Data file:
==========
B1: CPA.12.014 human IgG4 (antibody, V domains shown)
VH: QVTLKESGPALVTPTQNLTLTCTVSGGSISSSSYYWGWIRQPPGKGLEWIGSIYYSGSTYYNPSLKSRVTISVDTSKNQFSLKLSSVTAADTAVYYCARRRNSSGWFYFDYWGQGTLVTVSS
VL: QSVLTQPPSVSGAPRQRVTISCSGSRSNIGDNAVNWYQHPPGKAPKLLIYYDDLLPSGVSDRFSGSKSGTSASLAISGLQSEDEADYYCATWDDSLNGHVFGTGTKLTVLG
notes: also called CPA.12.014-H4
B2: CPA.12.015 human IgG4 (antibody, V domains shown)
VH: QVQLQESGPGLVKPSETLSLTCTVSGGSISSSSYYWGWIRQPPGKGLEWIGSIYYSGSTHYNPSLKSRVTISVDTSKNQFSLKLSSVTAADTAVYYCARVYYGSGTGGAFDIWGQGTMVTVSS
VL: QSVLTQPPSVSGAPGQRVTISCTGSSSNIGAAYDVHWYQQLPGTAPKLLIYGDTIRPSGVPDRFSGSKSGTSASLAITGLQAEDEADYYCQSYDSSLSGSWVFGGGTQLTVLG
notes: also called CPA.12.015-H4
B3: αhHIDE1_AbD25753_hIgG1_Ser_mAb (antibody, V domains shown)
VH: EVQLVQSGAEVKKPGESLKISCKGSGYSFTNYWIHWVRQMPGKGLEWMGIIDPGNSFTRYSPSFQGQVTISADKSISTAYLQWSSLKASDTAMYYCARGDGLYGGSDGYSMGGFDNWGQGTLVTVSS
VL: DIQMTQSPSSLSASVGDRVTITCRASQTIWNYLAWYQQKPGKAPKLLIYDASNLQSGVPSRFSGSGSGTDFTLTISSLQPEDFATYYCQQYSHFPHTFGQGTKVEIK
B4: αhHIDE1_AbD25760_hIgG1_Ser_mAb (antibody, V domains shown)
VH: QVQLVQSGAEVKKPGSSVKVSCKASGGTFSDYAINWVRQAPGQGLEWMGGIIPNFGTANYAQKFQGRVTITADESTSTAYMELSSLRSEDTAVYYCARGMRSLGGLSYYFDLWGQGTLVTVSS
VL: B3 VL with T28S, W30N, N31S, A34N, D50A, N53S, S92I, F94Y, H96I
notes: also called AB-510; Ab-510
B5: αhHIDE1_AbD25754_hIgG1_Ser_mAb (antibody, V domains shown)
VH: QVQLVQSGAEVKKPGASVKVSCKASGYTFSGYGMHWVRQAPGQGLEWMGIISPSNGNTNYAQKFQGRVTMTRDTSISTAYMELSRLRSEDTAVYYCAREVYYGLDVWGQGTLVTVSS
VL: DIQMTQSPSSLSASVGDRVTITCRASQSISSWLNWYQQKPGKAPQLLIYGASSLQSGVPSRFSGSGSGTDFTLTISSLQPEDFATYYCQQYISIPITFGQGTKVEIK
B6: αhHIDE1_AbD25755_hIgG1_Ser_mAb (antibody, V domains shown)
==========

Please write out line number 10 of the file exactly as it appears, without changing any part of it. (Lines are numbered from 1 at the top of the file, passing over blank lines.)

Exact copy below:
VH: EVQLVQSGAEVKKPGESLKISCKGSGYSFTNYWIHWVRQMPGKGLEWMGIIDPGNSFTRYSPSFQGQVTISADKSISTAYLQWSSLKASDTAMYYCARGDGLYGGSDGYSMGGFDNWGQGTLVTVSS